|Subaru is sending winter packing with arguably the best and least costly passenger-car AWD system in the biz. (Photo: Rob Rothwell/Auto123.com)|
All-wheel-drive value leader
Before delving deeper into Subaru’s latest offering, I think it’s important to set the stage by declaring that the new Impreza is Canada’s least expensive all-wheel drive vehicle. With a starting MSRP of $19,995 for the 4-door sedan variant, Subaru is sending winter packing with arguably the best and least costly passenger-car AWD system in the biz.
Subaru’s setup isn’t one of the reactionary types, which redirect power from the front wheels to the rear when slippage is detected. Rather it’s a proactive, fully-engaged system that Subaru refers to as a symmetrical full-time AWD.
I have off-road tested this technology in the past and found it quite remarkable, and well beyond the “slip and grip” variety that is most often found in the entry-level AWD segment. Not only are the benefits of Subaru’s system derived off-road and in ice and snow, they deliver on clear pavement as well.
Traction at all four corners enhances cornering stability and handling dynamics. This can be most helpful when pulling into fast moving traffic on rain-soaked roads. During my recent Impreza test drive, I did exactly that while knowing that I wouldn’t lose momentum due to wheel spin.
I’m sure that we’ve all experienced the disconcerting “whizzz” of spinning front or rear tires on slick pavement as traffic is bearing down. That propensity is so “yesterday” with Subaru’s symmetrical AWD setup. But the new Impreza has much more to offer than sticky traction.
|I drove the 5-door version up a snow and ice covered mountain road and was truly impressed. (Photo: Rob Rothwell/Auto123.com)|
New exterior styling and upscale cabin
Whether it’s the 4-door sedan or the 5-door hatchback, Subaru has taken their value-leading Impreza upscale in its latest rendition. From the exterior, the vehicle exhibits more conventionality that is expected to appeal to a broader market range.
While remaining the same size – both in 4-door and 5-door variants – the new-generation Impreza gains more real estate between the front and rear wheels, resulting in greater interior room. Seating has been raised slightly and the side glass has been increased in size, the net effect of which is better external visibility.
|Steering wheel-mounted controls, shift paddles and bright trim work serve to diminish any sense of the Impreza’s “entry-level” existence. (Photo: Rob Rothwell/Auto123.com)|
Overall, the exterior design works well and should help gain mass appeal. More significant though in my view is the new cabin, which has largely shed its “low-rent” environs – and that has greatly elevated the Impreza’s desirability.
Occupants will undoubtedly appreciate the higher quality materials in use and the straightforward functionality of the cabin architecture and layout.
Steering wheel-mounted controls, shift paddles and bright trim work serve to diminish any sense of the Impreza’s “entry-level” existence. This notion is reinforced by the refined operation of the new Impreza.
Revised drivetrain is smooth and efficient
The 2012 Subaru Impreza is powered by a 148-hp 2.0-litre 4-cylinder engine. This thrifty powerplant is rated at 5.5L/100km and 7.5L/100km, city and highway driving respectively, and that’s darn impressive for a vehicle equipped with a full-time AWD system.
A new continuously variable automatic transmission (CVT) functions remarkably well. These units have come a long way since their introduction, and there’s no better example of that than Subaru’s Lineartronic version. The Impreza’s shift paddles allow the CVT to mimic a 6-speed autobox when shifting up and down. I found the paddles highly effective for introducing engine braking when descending long grades.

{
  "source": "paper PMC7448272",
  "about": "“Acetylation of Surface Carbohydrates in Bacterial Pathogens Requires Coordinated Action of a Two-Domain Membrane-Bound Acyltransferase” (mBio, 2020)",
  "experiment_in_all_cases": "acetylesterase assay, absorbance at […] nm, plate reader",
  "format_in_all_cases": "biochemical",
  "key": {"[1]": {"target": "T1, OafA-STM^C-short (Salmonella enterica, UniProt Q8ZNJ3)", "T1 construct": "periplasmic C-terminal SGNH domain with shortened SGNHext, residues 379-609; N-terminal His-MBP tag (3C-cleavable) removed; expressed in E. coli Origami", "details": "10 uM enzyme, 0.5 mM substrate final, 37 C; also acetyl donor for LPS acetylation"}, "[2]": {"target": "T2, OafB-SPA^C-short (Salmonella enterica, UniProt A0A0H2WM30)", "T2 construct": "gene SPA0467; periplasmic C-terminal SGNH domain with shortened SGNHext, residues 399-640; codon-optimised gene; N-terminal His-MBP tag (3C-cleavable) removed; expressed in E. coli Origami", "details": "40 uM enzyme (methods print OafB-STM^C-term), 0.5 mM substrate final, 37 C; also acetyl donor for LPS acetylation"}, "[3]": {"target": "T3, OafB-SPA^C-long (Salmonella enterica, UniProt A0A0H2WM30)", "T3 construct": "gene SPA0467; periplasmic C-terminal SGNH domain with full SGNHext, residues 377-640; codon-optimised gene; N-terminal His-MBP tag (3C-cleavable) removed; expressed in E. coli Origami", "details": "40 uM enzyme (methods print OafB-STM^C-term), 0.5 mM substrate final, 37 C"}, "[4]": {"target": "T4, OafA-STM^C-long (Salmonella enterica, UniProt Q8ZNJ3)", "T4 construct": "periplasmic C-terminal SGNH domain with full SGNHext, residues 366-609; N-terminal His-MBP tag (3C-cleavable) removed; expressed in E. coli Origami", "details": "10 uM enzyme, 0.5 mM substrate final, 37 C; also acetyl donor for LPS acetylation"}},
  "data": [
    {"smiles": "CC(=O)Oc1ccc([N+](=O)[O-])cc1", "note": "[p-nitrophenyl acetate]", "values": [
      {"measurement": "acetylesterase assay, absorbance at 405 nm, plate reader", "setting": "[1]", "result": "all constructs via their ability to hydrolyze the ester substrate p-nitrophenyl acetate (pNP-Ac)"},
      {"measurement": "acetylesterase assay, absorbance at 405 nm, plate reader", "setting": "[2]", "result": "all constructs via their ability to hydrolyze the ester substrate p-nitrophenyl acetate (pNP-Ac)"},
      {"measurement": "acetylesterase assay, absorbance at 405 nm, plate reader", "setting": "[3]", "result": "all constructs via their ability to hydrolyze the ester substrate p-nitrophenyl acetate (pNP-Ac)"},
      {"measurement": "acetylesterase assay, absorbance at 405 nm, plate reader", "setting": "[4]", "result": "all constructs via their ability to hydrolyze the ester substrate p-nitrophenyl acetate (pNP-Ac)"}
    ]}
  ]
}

For true gearheads, a 5-speed manual stick is available; it should be noted, though, that fuel economy will drop slightly with the manual gearbox.
Regardless of transmission, drivers have a lot to appreciate behind the wheel; however, raw power isn’t one of them. This vehicle takes nearly 10 seconds to hit 100 km/h from a stop. That’s not great, but I doubt many drivers will notice or mind. Despite its modest power output, the 2012 Impreza feels spry enough and suitably lively in most driving scenarios.
|The 2012 Subaru Impreza is powered by a 148-hp 2.0-litre 4-cylinder engine. (Photo: Rob Rothwell/Auto123.com)|
Delightful to drive in all weather
The two most notable findings I take away from my test drive of the 2012 Impreza pertain to refinement and traction.
The vehicle is far more refined operationally than previous Imprezas, and that’s good. The new generation is for the most part a quiet, smooth operator. I noticed though, that road noise can become elevated on the highway. It’s nothing that should repel a potential buyer, but something that Subaru may want to work on in the future.
Not in need of remediation is the outstanding traction and control that this vehicle provides in slippery conditions. I drove the 5-door version up a snow and ice covered mountain road and was truly impressed with its ability to retain traction and composure in conditions that I’m sure would have had other typical econoboxes sidelined ‘til spring.
The 2012 Subaru Impreza wrap
For an auto journalist, the true measure of a vehicle’s worth is whether he or she would recommend it to friends and family. The answer here is a resounding, “yes,” especially if the criteria for selection include recreational usage and a very tight budget.
|I think it’s important to set the stage by declaring that the new Impreza is Canada’s least expensive all-wheel drive vehicle. (Photo: Rob Rothwell/Auto123.com)|